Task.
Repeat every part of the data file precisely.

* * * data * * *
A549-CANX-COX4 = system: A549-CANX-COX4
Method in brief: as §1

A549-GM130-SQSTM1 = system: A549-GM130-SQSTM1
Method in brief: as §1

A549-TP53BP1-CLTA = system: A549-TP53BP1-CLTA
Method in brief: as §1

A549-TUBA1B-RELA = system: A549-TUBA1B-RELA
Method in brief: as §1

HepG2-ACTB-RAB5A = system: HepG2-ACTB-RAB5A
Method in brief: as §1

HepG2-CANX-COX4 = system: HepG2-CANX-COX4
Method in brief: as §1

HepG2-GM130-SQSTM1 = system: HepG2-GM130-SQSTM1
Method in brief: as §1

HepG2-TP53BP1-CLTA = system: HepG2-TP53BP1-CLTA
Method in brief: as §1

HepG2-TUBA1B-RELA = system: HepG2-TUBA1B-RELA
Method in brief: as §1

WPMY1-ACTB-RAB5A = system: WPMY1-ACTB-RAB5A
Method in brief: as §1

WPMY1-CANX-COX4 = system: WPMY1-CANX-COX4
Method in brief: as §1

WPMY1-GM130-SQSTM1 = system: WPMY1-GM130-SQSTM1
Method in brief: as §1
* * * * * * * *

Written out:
A549-CANX-COX4 = system: A549-CANX-COX4
Method in brief: as §1

A549-GM130-SQSTM1 = system: A549-GM130-SQSTM1
Method in brief: as §1

A549-TP53BP1-CLTA = system: A549-TP53BP1-CLTA
Method in brief: as §1

A549-TUBA1B-RELA = system: A549-TUBA1B-RELA
Method in brief: as §1

HepG2-ACTB-RAB5A = system: HepG2-ACTB-RAB5A
Method in brief: as §1

HepG2-CANX-COX4 = system: HepG2-CANX-COX4
Method in brief: as §1

HepG2-GM130-SQSTM1 = system: HepG2-GM130-SQSTM1
Method in brief: as §1

HepG2-TP53BP1-CLTA = system: HepG2-TP53BP1-CLTA
Method in brief: as §1

HepG2-TUBA1B-RELA = system: HepG2-TUBA1B-RELA
Method in brief: as §1

WPMY1-ACTB-RAB5A = system: WPMY1-ACTB-RAB5A
Method in brief: as §1

WPMY1-CANX-COX4 = system: WPMY1-CANX-COX4
Method in brief: as §1

WPMY1-GM130-SQSTM1 = system: WPMY1-GM130-SQSTM1
Method in brief: as §1